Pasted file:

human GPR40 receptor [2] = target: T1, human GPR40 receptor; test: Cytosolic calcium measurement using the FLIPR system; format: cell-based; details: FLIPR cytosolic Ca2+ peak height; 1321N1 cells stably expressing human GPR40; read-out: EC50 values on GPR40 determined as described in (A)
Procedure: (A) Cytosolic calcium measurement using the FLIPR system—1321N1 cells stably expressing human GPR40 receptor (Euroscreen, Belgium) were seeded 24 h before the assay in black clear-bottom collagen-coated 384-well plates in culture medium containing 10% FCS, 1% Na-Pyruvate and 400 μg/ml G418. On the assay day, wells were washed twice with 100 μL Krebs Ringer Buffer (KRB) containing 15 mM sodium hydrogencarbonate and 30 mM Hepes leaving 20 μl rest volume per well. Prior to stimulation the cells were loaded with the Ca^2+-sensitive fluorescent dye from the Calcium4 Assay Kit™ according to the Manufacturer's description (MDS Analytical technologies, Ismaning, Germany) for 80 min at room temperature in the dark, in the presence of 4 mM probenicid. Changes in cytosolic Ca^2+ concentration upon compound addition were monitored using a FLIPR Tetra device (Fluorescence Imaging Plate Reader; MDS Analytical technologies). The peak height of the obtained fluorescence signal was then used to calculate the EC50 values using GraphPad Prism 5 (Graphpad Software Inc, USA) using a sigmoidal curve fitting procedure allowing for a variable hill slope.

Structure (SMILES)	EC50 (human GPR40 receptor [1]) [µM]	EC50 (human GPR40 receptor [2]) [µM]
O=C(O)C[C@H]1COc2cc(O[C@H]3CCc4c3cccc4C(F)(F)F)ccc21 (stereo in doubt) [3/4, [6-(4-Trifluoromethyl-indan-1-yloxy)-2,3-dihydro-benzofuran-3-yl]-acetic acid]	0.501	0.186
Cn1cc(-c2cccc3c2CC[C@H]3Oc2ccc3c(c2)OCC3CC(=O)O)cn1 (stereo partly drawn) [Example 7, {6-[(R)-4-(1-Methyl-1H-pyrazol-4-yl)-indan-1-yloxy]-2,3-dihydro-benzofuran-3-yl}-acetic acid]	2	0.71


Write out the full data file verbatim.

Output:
human GPR40 receptor [2] = target: T1, human GPR40 receptor; test: Cytosolic calcium measurement using the FLIPR system; format: cell-based; details: FLIPR cytosolic Ca2+ peak height; 1321N1 cells stably expressing human GPR40; read-out: EC50 values on GPR40 determined as described in (A)
Procedure: (A) Cytosolic calcium measurement using the FLIPR system—1321N1 cells stably expressing human GPR40 receptor (Euroscreen, Belgium) were seeded 24 h before the assay in black clear-bottom collagen-coated 384-well plates in culture medium containing 10% FCS, 1% Na-Pyruvate and 400 μg/ml G418. On the assay day, wells were washed twice with 100 μL Krebs Ringer Buffer (KRB) containing 15 mM sodium hydrogencarbonate and 30 mM Hepes leaving 20 μl rest volume per well. Prior to stimulation the cells were loaded with the Ca^2+-sensitive fluorescent dye from the Calcium4 Assay Kit™ according to the Manufacturer's description (MDS Analytical technologies, Ismaning, Germany) for 80 min at room temperature in the dark, in the presence of 4 mM probenicid. Changes in cytosolic Ca^2+ concentration upon compound addition were monitored using a FLIPR Tetra device (Fluorescence Imaging Plate Reader; MDS Analytical technologies). The peak height of the obtained fluorescence signal was then used to calculate the EC50 values using GraphPad Prism 5 (Graphpad Software Inc, USA) using a sigmoidal curve fitting procedure allowing for a variable hill slope.

Structure (SMILES)	EC50 (human GPR40 receptor [1]) [µM]	EC50 (human GPR40 receptor [2]) [µM]
O=C(O)C[C@H]1COc2cc(O[C@H]3CCc4c3cccc4C(F)(F)F)ccc21 (stereo in doubt) [3/4, [6-(4-Trifluoromethyl-indan-1-yloxy)-2,3-dihydro-benzofuran-3-yl]-acetic acid]	0.501	0.186
Cn1cc(-c2cccc3c2CC[C@H]3Oc2ccc3c(c2)OCC3CC(=O)O)cn1 (stereo partly drawn) [Example 7, {6-[(R)-4-(1-Methyl-1H-pyrazol-4-yl)-indan-1-yloxy]-2,3-dihydro-benzofuran-3-yl}-acetic acid]	2	0.71